As for my personal experience? I never had a rear projection DLP, only a ceiling mounted projector, so I can only share my experience regarding a not-so-cheap NEC HT1000. The $5000 price-tag would indicate something good no? I bought it with 300 hours from the first owner, and I was only really happy with it when I first got it, because I could finally watch a wall-sized image. The almost non-existent black level, and the (compared to CRT, plasma, and even some better LCDs) washed out image, coupled with a merely 1000 hour lamp life (2000 with reduced brightness in ECO mode) isn't the pinaccle of viewing.
Even though it was never used in anything other then ECO mode, at 1600 hours, the image is unwatchably dim. A replacement bulb unit costs around 36000 HUF plus shipping (that would be about $130), and that is a chinese aftermarket bulb, with god only knows how short a lifespan. (Yes I know I could replace the bare bulb only inside the cartridge, but that again would be a chinese aftermarket bulb, and looking at the casual user, most folks don't have the equipment to do so...) Add to that the fact that something is probably wrong with either the colour wheel, or the input board, (the colour red will occasionally disappear and only come back by restarting the projector, if at all) and you know why I would not buy DLP again... At this point it is not worth to repair, and since the electronics are so compact that the only way to repair is to replace modules, it can't even really be sold for parts... ie, it will end up in the trash can.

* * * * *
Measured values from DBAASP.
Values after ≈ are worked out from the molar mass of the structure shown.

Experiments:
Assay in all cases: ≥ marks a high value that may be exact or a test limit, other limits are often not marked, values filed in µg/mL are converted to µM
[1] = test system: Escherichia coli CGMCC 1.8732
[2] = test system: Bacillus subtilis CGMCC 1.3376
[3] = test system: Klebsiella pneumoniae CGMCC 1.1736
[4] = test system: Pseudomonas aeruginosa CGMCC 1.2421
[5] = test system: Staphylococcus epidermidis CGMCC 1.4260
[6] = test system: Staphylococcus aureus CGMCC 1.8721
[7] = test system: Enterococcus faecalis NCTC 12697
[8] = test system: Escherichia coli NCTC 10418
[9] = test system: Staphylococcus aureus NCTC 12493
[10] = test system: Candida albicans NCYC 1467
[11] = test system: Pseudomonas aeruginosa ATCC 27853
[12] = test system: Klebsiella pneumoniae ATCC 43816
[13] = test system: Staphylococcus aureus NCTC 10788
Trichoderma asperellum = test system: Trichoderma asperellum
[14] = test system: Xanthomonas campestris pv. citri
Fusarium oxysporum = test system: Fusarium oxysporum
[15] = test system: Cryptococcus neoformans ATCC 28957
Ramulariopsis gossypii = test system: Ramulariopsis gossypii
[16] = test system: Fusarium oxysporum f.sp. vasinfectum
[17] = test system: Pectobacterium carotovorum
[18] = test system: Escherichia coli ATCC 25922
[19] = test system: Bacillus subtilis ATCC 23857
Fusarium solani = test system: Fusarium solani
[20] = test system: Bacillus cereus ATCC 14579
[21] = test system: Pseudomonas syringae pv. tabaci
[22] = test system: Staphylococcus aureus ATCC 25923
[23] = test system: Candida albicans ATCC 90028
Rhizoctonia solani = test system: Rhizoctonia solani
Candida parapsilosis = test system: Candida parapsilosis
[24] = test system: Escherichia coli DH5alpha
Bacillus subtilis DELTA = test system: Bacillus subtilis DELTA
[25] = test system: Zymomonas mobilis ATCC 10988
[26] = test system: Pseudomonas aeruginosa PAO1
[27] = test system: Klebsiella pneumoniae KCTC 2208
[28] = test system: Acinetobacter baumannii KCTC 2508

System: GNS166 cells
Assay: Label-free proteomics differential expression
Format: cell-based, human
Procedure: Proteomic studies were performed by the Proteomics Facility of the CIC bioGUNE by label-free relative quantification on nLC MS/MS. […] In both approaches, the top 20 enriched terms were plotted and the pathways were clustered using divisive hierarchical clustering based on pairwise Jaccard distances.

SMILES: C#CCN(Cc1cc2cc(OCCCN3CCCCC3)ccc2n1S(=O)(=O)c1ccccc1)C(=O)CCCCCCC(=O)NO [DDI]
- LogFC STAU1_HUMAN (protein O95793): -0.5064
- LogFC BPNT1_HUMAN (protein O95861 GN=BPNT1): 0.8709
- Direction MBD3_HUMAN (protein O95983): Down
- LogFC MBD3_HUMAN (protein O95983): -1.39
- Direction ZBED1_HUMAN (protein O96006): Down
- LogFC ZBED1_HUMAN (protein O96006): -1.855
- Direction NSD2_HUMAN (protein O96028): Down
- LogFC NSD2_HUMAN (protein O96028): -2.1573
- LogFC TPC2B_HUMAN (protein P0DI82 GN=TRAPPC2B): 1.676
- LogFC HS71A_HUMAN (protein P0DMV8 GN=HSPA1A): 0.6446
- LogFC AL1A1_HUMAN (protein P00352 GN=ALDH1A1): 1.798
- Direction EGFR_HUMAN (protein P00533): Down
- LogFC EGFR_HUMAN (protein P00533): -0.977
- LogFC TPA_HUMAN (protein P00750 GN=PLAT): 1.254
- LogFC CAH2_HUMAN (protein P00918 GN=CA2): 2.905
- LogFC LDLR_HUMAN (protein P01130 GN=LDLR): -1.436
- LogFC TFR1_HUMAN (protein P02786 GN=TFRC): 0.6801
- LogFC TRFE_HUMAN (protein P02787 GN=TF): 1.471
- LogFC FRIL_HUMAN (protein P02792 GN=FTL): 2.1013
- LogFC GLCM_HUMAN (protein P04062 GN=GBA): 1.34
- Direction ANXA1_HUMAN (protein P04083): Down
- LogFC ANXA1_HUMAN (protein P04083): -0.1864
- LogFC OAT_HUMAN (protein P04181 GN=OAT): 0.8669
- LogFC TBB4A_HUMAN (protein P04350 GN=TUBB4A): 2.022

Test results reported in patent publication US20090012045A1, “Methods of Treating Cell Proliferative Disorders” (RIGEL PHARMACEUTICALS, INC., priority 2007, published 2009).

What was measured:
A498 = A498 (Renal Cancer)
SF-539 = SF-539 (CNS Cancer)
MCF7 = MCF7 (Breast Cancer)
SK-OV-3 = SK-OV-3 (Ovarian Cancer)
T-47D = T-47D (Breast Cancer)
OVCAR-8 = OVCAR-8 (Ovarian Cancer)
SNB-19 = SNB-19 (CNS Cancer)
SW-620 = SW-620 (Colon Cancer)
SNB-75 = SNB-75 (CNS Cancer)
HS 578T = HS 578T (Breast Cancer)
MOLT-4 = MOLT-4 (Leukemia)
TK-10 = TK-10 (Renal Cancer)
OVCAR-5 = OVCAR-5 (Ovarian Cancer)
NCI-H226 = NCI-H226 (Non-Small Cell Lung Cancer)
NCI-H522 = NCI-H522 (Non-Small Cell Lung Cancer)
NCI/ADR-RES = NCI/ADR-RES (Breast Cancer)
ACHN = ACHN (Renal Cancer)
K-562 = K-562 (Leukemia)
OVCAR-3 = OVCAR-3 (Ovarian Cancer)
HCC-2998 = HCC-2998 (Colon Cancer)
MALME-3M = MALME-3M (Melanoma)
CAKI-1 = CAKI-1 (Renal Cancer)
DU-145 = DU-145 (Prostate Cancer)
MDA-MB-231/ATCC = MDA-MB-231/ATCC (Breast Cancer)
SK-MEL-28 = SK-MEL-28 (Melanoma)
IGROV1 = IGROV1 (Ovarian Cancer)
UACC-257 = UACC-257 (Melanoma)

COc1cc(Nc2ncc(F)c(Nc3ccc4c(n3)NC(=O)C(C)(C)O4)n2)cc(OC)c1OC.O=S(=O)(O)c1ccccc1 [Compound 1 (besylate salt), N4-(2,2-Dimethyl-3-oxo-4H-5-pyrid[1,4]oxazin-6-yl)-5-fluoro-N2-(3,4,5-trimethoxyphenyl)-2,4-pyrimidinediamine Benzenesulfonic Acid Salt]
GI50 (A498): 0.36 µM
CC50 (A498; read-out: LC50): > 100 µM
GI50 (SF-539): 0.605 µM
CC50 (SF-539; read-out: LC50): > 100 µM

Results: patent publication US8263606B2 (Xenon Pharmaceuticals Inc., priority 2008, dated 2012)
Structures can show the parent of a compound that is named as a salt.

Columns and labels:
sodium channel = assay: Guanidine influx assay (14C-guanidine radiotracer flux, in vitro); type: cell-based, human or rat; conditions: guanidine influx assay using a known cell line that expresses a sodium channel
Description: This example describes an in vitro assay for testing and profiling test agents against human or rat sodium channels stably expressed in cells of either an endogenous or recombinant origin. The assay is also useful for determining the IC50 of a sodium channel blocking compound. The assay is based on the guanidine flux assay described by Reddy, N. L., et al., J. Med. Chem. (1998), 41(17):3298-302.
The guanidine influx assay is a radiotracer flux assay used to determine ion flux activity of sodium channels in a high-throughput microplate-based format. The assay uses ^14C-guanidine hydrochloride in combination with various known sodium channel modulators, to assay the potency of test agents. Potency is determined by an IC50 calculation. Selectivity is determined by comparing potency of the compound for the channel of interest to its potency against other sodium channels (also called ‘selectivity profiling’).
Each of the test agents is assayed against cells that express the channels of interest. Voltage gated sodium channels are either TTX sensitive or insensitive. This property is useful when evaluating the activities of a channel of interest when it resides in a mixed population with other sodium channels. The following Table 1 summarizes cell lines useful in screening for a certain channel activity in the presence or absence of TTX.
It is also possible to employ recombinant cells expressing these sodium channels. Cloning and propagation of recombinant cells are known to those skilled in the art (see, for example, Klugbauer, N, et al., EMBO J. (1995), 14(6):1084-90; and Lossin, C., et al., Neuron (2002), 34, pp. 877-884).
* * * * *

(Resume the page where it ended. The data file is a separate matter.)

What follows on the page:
All in all, DLP has a good enough image when it works, but once anything other then the bulb goes, you're better off dumping the set.

Well, compared to a TV, yes a projector might seem dim. That's why cinemas are dark. Plus, a lot depends on the brand and model. That NEC projector is from 2002, and isn't even native HD. It has an XGA 1024 x 768 resolution with a 4:3 aspect ratio (XGA was introduced by IBM in 1990), rather than the HD 1920 x 1080 resolution with a 16:9 aspect ratio.


Mitsubishi has been a well respected rear-projection brand since at least the eighties, and I've been very happy with my DLP-TV experience.